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Can You Detect Psychopathy in Children?

This post was developed via a partnership with BetterHelp. Together we're committed to your better health. Read On! 
Detect Psychopathy in Children When it comes to making sure your children are safe and healthy, their mental well-being is also a top priority. There are a number of mental health conditions that will be influenced by a child’s upbringing, environment, and trauma response. However, there are also a few that you can see signs of at an early age, such as ADHD. Parents are generally on the lookout for signs that their child may be developing differently than others and that includes their mentality.

One mental health condition that you may be concerned about as a parent is psychopathy and your child’s ability to connect socially. While there aren’t any significantly obvious signs that your child may develop a mental health illness with psychopathic traits, you may still be able to see early signs of these conditions. But it’s important to note that an early diagnosis is not recommended, especially due to the stigma that still surrounds psychopathy and, as a result, psychopaths.

What is Psychopathy?

According to the online mental health resource BetterHelp, psychopathy translates to "mental suffering" and refers to a number of personality disorders, as it's not necessarily one condition but a spectrum. "Psychopath" is a term that refers to someone with psychopathic traits from personality disorders that make it difficult for them to relate socially. Their illness typically makes them believe "others should serve them" and generally come off as an authority in some way.

Although it’s often used interchangeably with “sociopath”, the two are technically different. Sociopath refers to an individual that lacks effective empathy skills and their condition is considered to be influenced significantly by their environment. While they most likely have a personality disorder, it’s not necessarily the same as someone with psychopathic tendencies.

Why You Should Avoid A Childhood Diagnosis

Detect Psychopathy in Children As a parent, you may be worried about certain behaviors and habits that your child has. For many cases, though, it’s not recommended to have a childhood diagnosis if there aren’t consistent and obvious signs. The National Institute of Mental Health (NIMH) explains that unless your child’s behavior is unsafe to themselves or others, consider waiting for a few weeks of consistent behavior before seeking assistance.

Waiting to learn more about your child's behavior is important for a number of reasons. Potentially the most important being that a childhood diagnosis of something as significant as psychopathy could potentially influence their development further. Not only could it influence how you and other adults perceive them, but it could also impact how they view themselves. While this depends on their age and how much they may understand, having a diagnosis of anything from ADHD to psychopathy can change how they behave and learn.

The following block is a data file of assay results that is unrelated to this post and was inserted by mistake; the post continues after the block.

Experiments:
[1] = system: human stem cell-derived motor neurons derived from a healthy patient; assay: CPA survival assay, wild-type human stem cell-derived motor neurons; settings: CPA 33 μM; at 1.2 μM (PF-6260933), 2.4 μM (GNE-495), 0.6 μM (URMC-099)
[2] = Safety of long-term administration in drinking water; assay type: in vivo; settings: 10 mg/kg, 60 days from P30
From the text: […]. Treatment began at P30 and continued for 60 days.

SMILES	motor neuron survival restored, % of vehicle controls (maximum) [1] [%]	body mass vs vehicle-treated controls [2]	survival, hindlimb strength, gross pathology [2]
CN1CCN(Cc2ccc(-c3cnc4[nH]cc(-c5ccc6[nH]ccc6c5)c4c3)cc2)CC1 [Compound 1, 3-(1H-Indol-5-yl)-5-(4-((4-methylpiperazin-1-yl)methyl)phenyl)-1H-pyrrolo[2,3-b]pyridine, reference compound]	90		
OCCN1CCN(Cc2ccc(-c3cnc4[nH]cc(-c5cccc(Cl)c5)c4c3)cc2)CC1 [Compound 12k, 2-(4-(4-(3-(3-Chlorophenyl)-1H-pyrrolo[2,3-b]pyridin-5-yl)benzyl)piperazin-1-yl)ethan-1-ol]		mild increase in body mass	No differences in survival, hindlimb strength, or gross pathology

It’s also important to consider the fact that psychopathic tendencies can reveal themselves differently as a child grows older. For example, one of the suggested behaviors from the PsychopathyIs organization is that a toddler may not look at others' faces or eyes as much as other children do. If your child is exceptionally shy, they may avoid looking at others and keep to adults and children they're familiar with. This symptom could be a result of a significant number of other possibilities. Therefore, it's crucial to monitor your child's behavior as they continue to grow rather than jumping to a concerning conclusion early on.

Reducing the Stigma

Finally, another key reason to avoid a childhood diagnosis of psychopathy is because of the negative stereotype surrounding the condition and psychopaths themselves. Psychopaths are generally regarded as cold, uncaring, and manipulative, either as cunningly underhanded or outright aggressive. These stigmas are perpetuated by representation as evil characters in movies, TV shows, and other stories.

It’s important to remember that even a child with psychopathy is still a child, just as a person that has psychopathic tendencies is still a normal person. With the help of mental health professionals and treatment plans, they can learn the necessary skills and behavioral habits necessary to live a normal life with their peers. Just as every child is different, every diagnosis is different. There are societal influences, traumatic events, and environmental impacts that will all shape them as they grow and learn. Helping your child develop and encouraging their happiness are some of the important tasks of being a parent. When it comes to their mental well-being, the focus will generally be on ensuring that they are safe and cared for.

Copyrights © 2022 Inspiration Unlimited eMagazine


Any facts, figures or references stated here are made by the author & don't reflect the endorsement of iU at all times unless otherwise drafted by official staff at iU. This article was first published here on 21st August 2022.

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